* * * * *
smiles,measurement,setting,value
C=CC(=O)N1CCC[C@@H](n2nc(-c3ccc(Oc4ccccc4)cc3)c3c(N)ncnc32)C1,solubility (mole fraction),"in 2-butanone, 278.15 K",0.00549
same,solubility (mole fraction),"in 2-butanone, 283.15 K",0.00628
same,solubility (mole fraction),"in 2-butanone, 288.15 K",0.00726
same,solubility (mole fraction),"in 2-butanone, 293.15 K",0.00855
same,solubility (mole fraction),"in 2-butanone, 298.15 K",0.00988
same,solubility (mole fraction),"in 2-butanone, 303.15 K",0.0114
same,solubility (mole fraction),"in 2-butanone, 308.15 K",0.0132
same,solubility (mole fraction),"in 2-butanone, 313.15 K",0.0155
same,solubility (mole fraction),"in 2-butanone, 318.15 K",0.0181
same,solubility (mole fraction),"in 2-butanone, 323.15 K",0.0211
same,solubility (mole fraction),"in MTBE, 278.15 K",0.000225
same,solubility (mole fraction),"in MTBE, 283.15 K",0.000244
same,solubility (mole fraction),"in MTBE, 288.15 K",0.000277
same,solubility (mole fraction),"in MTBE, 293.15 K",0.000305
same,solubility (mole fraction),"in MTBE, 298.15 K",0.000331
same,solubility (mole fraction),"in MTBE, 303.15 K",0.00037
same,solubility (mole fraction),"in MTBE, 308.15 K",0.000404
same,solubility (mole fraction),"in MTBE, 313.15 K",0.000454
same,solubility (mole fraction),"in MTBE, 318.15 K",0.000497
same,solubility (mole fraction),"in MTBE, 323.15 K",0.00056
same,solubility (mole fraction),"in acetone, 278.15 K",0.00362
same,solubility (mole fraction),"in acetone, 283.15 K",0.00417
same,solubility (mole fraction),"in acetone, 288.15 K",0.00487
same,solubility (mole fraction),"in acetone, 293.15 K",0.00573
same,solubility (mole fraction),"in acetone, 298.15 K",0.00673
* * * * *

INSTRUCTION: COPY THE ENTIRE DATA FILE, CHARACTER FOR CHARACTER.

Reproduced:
smiles,measurement,setting,value
C=CC(=O)N1CCC[C@@H](n2nc(-c3ccc(Oc4ccccc4)cc3)c3c(N)ncnc32)C1,solubility (mole fraction),"in 2-butanone, 278.15 K",0.00549
same,solubility (mole fraction),"in 2-butanone, 283.15 K",0.00628
same,solubility (mole fraction),"in 2-butanone, 288.15 K",0.00726
same,solubility (mole fraction),"in 2-butanone, 293.15 K",0.00855
same,solubility (mole fraction),"in 2-butanone, 298.15 K",0.00988
same,solubility (mole fraction),"in 2-butanone, 303.15 K",0.0114
same,solubility (mole fraction),"in 2-butanone, 308.15 K",0.0132
same,solubility (mole fraction),"in 2-butanone, 313.15 K",0.0155
same,solubility (mole fraction),"in 2-butanone, 318.15 K",0.0181
same,solubility (mole fraction),"in 2-butanone, 323.15 K",0.0211
same,solubility (mole fraction),"in MTBE, 278.15 K",0.000225
same,solubility (mole fraction),"in MTBE, 283.15 K",0.000244
same,solubility (mole fraction),"in MTBE, 288.15 K",0.000277
same,solubility (mole fraction),"in MTBE, 293.15 K",0.000305
same,solubility (mole fraction),"in MTBE, 298.15 K",0.000331
same,solubility (mole fraction),"in MTBE, 303.15 K",0.00037
same,solubility (mole fraction),"in MTBE, 308.15 K",0.000404
same,solubility (mole fraction),"in MTBE, 313.15 K",0.000454
same,solubility (mole fraction),"in MTBE, 318.15 K",0.000497
same,solubility (mole fraction),"in MTBE, 323.15 K",0.00056
same,solubility (mole fraction),"in acetone, 278.15 K",0.00362
same,solubility (mole fraction),"in acetone, 283.15 K",0.00417
same,solubility (mole fraction),"in acetone, 288.15 K",0.00487
same,solubility (mole fraction),"in acetone, 293.15 K",0.00573
same,solubility (mole fraction),"in acetone, 298.15 K",0.00673